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Tuesday, 17 July 2018 15:50

A beautiful day in the neighborhood

We live in a world filled with sharp divides. So many lines that see so many people on either side. Common ground and understanding are in short supply. But there’s at least one thing on which the vast majority of us can agree.

Mister Rogers. Fred Rogers was a good man and his neighborhood was a good place. No matter how you feel about literally anything else in the world, you are almost certainly onboard with that sentiment.

He’s the subject of director Morgan Neville’s new documentary “Won’t You Be My Neighbor?” It details the life of Fred Rogers through an exploration of his iconic children’s TV show “Mister Rogers’ Neighborhood” and interviews with many of the people who knew him best both personally and professionally – although it rapidly becomes clear that knowing Mr. Rogers in any capacity meant knowing him personally.

Published in Movies

“A book is a dream you hold in your hands.” – Neil Gaiman

PBS is underway on its quest to determine America’s favorite book.

“The Great American Read” is a months-long TV series airing on PBS. It’s an effort to celebrate and explore the joy of reading by way of an expert-curated list of American’s best-loved novels. It’s about how and why these beloved works were created … and why we feel the connections to them we do.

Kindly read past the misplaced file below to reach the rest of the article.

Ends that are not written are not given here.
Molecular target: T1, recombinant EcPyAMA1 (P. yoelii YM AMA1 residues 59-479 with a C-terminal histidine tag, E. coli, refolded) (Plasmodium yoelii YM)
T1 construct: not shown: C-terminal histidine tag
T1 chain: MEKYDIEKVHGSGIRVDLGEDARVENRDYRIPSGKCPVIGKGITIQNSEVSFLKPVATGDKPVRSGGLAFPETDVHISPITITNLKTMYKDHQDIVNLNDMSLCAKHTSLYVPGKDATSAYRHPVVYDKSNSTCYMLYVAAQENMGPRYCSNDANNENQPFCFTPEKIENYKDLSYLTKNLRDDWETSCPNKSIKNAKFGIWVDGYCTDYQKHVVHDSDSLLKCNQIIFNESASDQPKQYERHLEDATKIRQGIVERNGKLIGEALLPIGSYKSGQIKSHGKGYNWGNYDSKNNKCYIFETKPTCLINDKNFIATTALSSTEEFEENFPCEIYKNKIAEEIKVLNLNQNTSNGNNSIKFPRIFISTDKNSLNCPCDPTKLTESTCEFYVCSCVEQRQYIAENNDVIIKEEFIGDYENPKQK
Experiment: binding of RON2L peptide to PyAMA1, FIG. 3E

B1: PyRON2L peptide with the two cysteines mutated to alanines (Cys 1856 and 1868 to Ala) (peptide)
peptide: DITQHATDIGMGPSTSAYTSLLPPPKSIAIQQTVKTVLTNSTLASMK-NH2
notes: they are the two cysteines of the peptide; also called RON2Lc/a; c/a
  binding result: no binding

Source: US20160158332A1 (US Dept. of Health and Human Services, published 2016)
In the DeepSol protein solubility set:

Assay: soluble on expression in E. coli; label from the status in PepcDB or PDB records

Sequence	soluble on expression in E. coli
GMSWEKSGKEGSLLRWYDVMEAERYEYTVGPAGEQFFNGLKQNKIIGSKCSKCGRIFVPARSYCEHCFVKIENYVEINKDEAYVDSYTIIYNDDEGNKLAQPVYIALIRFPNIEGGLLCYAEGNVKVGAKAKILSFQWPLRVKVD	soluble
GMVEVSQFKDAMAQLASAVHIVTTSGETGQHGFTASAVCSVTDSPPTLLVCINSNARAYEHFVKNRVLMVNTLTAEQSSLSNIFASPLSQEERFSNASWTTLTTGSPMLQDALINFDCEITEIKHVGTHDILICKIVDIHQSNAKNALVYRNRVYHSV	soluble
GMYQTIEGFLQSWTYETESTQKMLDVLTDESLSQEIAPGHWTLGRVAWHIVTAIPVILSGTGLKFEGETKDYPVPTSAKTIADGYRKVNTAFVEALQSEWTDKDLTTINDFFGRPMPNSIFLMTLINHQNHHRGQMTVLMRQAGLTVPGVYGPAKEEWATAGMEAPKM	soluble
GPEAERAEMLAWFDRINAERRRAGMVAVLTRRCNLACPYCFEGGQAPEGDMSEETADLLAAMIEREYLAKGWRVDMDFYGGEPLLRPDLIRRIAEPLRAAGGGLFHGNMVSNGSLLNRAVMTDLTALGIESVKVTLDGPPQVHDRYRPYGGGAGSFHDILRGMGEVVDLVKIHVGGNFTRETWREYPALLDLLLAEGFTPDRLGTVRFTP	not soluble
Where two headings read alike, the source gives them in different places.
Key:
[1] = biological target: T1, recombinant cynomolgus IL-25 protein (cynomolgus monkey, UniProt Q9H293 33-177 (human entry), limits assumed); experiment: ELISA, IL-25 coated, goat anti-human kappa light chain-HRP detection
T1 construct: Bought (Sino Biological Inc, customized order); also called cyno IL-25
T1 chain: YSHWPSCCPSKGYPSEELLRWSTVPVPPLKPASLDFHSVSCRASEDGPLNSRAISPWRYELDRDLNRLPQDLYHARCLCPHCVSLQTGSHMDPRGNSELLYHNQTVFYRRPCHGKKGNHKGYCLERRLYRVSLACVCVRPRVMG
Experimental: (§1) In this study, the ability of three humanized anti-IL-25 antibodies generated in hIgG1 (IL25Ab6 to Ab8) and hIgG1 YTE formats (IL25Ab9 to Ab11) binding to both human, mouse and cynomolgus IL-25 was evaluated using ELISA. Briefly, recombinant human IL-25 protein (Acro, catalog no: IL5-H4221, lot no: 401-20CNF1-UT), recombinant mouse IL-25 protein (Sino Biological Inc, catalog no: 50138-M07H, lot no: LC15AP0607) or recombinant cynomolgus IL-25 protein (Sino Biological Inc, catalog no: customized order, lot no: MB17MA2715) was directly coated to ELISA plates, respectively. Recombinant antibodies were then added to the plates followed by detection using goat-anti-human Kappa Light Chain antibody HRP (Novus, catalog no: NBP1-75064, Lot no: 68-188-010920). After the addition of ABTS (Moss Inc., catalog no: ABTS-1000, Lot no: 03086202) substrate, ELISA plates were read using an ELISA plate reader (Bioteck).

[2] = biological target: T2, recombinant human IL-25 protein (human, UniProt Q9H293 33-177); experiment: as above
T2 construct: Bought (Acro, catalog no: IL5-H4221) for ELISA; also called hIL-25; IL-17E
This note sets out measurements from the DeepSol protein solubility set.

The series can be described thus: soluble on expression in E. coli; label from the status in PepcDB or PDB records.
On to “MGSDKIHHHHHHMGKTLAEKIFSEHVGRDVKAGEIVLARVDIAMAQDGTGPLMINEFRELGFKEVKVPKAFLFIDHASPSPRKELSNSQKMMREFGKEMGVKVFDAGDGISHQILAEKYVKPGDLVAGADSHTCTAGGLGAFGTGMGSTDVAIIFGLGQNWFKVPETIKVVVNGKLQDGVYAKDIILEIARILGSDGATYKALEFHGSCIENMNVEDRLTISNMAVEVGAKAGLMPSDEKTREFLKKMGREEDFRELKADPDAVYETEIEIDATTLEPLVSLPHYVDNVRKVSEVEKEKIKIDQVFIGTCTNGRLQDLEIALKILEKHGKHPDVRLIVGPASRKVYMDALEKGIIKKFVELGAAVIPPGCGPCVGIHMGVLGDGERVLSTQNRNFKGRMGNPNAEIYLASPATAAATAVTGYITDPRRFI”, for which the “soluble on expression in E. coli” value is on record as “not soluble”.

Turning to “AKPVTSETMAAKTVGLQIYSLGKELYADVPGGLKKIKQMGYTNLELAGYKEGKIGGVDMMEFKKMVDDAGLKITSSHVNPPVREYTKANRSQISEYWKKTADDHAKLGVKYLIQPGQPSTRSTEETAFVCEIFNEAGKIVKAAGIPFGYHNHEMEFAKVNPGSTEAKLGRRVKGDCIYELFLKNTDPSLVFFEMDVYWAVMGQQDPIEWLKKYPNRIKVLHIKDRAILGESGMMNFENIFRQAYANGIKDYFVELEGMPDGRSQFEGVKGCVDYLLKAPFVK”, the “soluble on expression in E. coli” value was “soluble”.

Published in Cover Story
Wednesday, 20 April 2016 11:42

Jackie Robinson' goes deep

Ken Burns documentary a thorough portrait

Published in Sports

'The odds of me composing a symphony were one in a hundred thousand. It's never been done before like this.' Alby Hurwit, composer, retired radiologist.

Sometimes you get a second chance in life. In 'Lifecasters,' a new film for PBS from executive producers Aron Gaudet and Gita Pullapilly, the duo behind 2009's award winning documentary 'The Way We Get By,' we meet three very different people who attempt to beat the odds and realize their true purpose later in life.

Published in Happenings
Wednesday, 14 November 2012 22:44

Q&A with Ken Burns on 'The Dust Bowl'

Two part film debuts Sunday, 11/18 on PBS

It's been said that more people have acquired their history from Ken Burns than from any other single source.

Over the last 30 years, the award winning documentarian and film maker has crafted definitive portraits on subjects ranging from The Civil War and World War II to baseball, jazz and our National Park System.

His latest film chronicles a catastrophe of Biblical proportions the Dust Bowl of the 1930s that turned vast stretches of the Great Plains into a desert and convinced many of its victims that they were witnessing the end of times.

Published in Buzz

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